Archive for December, 2014

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Designing mechanics to do things vs. not do things

December 30, 2014

I’ll repeat an idea: the easiest rule in RPGs is “I say it and it happens.”  That’s an easy rule because there’s not much to think about, not much to handle, track, no steps or procedures to take – it’s immediate, it’s simple.

While certainly there are groups that have made this the primary way in which they play games, while the rule is simple, consistently getting it to result in play you enjoy, is not.

Groups that dive into freeform spend a lot of time developing an aesthetic of what is and isn’t acceptable input.  This is why freeform groups tend to be very insular and focus very highly on “it’s all about who you play with” because ultimately their system towards making good play is finding people who can pick up on their chosen idea of good quickly and smoothly.

Mechanics, Systems, Doing Things

So at the end of the day, what do mechanics do?  They do several things together at once:

1. Draw boundaries of what counts as good vs. bad input for this particular game

2. Force players into making interesting choices

3. Help the group negotiate who gets to say what and how those ideas interact

4. Creating uncertainty in outcomes – whether that is dice or forcing the group to speak and choose input in new ways

Freeform play often encounters some common issues:

– conflicting inputs or unsure boundaries about how far you can, or should narrate something

– neutralized input – conflicting ideas cannot be resolved one way or the other

– repeating play patterns – the group always pushes towards the same results, for stagnation.  In worst case scenarios, conflict does not actually exist at all in the fiction, the characters simply spin their wheels, over and over.

You’ll notice that mechanics are basically structured ways of breaking out of those patterns.

“Rules should get out of the way”

Imagine if someone came to you and said, “The best food only makes you feel a LITTLE sick after you eat it, not too sick.”   You’d probably be wondering how far off their idea of what food is supposed to be, or do, is.  The idea that rules are simply a necessary evil mostly means we’re talking about people who have had to use rules that didn’t do what they wanted to do in the first place, but that doesn’t mean they have an idea of what good rules would actually look like.

To be sure, I think most RPGs would probably be better served by something more direct, and cleaner than what they get in terms of mechanics – which would make them easier to navigate and handle – “lighter” by that definition, but at the same time it requires a very different way of considering rules and what they’re here for.

If the rules are not helping your group communicate, organize and create the kinds of play that fits the game you want, then the answer is not only “the rules should get out of the way” but that you need a different set of rules altogether.

Ask yourself – “What do I want out of this game?  What do I want to see that ‘I say it and it happens’ would not adequately cover?” (there’s a lot in many cases, actually)

I’ve been seeing a new generation of game designers bringing up the same old “rules should get out of the way” thinking and it’s just a shitty place for design.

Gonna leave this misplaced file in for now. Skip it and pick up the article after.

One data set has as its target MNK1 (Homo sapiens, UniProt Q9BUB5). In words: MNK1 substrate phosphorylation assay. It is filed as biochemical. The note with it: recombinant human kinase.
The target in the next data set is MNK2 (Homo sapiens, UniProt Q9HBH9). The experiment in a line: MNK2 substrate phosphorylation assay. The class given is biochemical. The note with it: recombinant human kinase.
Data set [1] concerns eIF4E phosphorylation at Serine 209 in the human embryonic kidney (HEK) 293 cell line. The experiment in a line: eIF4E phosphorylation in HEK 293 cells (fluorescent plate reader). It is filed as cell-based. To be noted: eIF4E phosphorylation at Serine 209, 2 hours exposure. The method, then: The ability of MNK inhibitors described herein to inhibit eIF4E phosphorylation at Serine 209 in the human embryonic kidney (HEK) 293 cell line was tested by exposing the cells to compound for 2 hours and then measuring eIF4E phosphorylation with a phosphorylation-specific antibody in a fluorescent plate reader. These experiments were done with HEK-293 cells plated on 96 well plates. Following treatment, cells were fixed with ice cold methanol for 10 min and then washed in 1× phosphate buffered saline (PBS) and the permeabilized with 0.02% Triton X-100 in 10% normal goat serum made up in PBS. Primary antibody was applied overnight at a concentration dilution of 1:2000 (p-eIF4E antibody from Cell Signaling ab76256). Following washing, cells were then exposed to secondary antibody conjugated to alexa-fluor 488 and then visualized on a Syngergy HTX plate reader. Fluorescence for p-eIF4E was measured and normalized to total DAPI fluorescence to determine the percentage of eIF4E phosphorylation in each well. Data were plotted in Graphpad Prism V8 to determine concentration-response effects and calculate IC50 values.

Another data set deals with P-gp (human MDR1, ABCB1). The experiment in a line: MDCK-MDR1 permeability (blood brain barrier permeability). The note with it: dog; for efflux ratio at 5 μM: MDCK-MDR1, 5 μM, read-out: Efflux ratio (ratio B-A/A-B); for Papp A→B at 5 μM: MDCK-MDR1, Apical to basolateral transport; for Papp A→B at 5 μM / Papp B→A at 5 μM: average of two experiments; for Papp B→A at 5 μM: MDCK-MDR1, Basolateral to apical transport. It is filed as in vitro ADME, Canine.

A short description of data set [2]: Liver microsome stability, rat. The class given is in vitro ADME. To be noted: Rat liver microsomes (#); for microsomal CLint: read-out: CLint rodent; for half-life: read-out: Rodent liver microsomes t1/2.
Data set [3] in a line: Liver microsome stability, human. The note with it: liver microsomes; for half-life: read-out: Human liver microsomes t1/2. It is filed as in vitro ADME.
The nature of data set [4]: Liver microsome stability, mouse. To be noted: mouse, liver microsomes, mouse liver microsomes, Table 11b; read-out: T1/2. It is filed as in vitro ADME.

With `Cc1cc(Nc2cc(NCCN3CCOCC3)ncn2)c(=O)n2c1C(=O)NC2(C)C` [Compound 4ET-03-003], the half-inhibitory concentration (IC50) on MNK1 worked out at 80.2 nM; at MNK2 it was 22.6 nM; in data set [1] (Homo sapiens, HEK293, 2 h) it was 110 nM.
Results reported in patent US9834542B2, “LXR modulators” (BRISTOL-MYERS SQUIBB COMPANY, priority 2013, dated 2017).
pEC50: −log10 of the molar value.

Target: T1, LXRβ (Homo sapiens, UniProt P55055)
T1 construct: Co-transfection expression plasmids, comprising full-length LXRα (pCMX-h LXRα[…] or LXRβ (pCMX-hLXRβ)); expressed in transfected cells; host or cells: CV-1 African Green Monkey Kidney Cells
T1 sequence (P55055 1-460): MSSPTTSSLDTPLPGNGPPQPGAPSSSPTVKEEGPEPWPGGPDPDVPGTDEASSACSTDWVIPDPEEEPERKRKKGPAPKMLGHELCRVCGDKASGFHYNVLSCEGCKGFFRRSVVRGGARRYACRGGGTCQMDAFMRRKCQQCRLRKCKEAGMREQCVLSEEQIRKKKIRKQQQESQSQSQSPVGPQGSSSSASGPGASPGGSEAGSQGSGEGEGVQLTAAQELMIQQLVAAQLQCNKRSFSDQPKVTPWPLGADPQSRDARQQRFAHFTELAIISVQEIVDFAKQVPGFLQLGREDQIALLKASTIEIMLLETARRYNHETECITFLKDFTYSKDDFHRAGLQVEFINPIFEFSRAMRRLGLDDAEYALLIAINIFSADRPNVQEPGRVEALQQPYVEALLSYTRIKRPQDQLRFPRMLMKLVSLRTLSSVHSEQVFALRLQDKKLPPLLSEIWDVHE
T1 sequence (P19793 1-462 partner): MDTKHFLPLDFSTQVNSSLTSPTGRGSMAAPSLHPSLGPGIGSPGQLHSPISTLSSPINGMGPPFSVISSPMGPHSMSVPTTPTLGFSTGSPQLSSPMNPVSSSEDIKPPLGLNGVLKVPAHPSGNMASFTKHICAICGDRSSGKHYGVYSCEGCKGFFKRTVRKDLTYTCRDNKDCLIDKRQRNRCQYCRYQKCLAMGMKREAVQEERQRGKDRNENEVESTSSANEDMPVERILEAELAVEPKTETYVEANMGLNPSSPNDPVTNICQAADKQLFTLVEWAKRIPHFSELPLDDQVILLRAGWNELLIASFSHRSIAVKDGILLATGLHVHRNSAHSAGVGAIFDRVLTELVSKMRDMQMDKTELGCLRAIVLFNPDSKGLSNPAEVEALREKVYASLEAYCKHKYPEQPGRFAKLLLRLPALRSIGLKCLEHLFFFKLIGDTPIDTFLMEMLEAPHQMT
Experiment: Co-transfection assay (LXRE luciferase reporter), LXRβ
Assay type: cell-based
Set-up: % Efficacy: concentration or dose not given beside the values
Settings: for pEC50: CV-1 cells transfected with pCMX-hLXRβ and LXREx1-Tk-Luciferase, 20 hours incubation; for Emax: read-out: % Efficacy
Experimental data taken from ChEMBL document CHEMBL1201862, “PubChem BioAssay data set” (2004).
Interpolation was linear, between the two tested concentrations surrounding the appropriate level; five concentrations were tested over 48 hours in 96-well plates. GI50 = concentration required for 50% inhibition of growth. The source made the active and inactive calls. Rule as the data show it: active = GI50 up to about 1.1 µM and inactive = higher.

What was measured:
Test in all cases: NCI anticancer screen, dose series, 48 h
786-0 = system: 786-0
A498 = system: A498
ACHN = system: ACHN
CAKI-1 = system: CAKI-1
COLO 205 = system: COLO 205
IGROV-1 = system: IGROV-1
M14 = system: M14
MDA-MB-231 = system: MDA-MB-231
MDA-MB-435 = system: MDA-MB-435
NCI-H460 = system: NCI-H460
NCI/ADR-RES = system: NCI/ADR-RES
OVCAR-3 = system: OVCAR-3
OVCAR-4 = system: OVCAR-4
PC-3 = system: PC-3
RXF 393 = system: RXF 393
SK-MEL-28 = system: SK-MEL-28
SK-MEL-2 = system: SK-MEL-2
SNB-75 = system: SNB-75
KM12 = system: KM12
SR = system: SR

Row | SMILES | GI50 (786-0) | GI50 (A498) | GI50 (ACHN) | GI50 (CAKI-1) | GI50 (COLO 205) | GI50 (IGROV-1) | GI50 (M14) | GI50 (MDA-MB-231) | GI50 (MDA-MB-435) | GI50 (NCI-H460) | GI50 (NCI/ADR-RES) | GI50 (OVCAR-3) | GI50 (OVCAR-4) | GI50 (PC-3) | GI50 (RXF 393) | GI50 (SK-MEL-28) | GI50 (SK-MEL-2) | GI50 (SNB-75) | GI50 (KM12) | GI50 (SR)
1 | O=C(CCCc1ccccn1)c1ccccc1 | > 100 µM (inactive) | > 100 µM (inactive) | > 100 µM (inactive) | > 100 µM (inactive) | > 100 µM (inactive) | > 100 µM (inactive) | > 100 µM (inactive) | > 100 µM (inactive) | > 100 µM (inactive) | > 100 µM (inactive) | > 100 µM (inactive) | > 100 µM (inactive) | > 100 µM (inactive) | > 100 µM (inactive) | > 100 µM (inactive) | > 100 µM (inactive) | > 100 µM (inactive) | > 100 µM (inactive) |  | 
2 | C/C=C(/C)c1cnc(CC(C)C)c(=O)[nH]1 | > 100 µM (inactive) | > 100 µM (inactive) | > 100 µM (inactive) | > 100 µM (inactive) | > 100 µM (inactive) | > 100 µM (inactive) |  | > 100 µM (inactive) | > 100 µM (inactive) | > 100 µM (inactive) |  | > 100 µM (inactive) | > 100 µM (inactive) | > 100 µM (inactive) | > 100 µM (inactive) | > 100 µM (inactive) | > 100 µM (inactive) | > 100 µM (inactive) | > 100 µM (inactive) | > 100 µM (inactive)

For a lot of people, I really do recommend checking out games like 1001 Nights, Breaking the Ice, Hot Guys Making Out, Primetime Adventures, Inspectres, The Drifter’s Escape – because all of these games will really show you some interesting dynamics in play.

Figure out what you want your game to do.  Make rules that do THAT THING.  Don’t make rules that don’t help with what you want your game to do.   Conceptually easy, hard in craft, but certainly better than “How do I make rules that do things I don’t want, work better?”

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Two Branches of RPG Design

December 26, 2014

I’ve been thinking a lot about a foundational idea in RPG design that’s been happening since the early 2000s.

Codifying Fiction

There’s a core idea in most RPGs, which is the idea that the system’s role in determining outcomes is to take a set of fictional factors (“Strength 12, Athletics 8, Climbing Difficulty 15”) and run it through a process and produce the outcome from that.

A key point of this style of design is that the rules have to also help teach the people playing how to create or find ways to assign those factors and translate them back and forth between mechanical aspects and fictional aspects in play.  Quinn Murphy has labeled this process “Thingification”.  Also springing from that idea, we see this post on Lost Worlds talking about the struggle of what happens when games have gaps in that process.

It’s important to understand that fictional factors can include things like “How much does this character love this other character?”  “What is the strength of this character’s Lassitude?” and other abstract ideas.  It’s also important to not mix this up with Simulationism – there’s plenty of non-simulationist games which use this from Tunnels and Trolls to Apocalypse World and so on.  This also can include games with rather non-conventional factors like My Life with Master or Steal Away Jordan’s Worth mechanics.

Fictional Quality Independence

(yes, this is a shitty term.  I need to come up with something better.  Whatever, I’m not here to shit out jargon, I’m trying to focus on ideas. )

There’s been a branching out of games where the system does not engage with codifying fiction, but rather the outcomes are mechanically independent OF any qualities of elements within the fiction.